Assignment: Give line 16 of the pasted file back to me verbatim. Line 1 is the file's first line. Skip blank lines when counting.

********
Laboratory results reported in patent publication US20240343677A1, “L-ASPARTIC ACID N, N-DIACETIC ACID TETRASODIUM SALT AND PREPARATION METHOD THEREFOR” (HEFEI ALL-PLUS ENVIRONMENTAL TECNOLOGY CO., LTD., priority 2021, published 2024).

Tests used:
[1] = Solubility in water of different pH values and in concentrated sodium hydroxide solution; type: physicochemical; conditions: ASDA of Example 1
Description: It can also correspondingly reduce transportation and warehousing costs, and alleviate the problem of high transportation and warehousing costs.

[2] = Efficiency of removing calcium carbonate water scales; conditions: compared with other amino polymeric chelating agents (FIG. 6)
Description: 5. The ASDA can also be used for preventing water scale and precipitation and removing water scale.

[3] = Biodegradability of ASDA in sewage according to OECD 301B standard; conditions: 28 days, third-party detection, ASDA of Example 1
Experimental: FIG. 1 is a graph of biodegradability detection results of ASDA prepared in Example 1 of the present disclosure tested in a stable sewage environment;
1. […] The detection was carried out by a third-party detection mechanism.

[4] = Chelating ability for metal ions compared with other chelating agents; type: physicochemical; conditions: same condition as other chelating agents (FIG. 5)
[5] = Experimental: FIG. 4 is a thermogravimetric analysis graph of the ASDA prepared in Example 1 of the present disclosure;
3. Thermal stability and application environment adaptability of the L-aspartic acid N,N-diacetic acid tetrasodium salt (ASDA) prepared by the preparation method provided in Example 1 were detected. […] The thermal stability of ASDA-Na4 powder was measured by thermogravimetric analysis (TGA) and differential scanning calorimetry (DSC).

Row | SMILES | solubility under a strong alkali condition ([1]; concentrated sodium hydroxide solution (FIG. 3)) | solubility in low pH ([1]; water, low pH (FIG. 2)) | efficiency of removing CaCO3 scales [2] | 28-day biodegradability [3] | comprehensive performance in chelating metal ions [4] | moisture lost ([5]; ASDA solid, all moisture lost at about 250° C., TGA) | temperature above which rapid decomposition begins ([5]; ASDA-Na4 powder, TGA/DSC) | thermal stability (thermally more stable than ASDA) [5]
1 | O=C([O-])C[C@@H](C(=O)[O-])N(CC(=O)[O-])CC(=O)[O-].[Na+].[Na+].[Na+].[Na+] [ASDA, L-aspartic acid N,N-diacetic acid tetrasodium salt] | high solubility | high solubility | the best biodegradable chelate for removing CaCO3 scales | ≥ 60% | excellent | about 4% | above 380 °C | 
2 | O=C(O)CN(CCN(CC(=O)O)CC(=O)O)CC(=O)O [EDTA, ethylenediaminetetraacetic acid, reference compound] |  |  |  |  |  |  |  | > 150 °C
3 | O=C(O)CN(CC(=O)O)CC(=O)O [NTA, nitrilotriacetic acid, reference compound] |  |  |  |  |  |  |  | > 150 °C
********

3 | O=C(O)CN(CC(=O)O)CC(=O)O [NTA, nitrilotriacetic acid, reference compound] |  |  |  |  |  |  |  | > 150 °C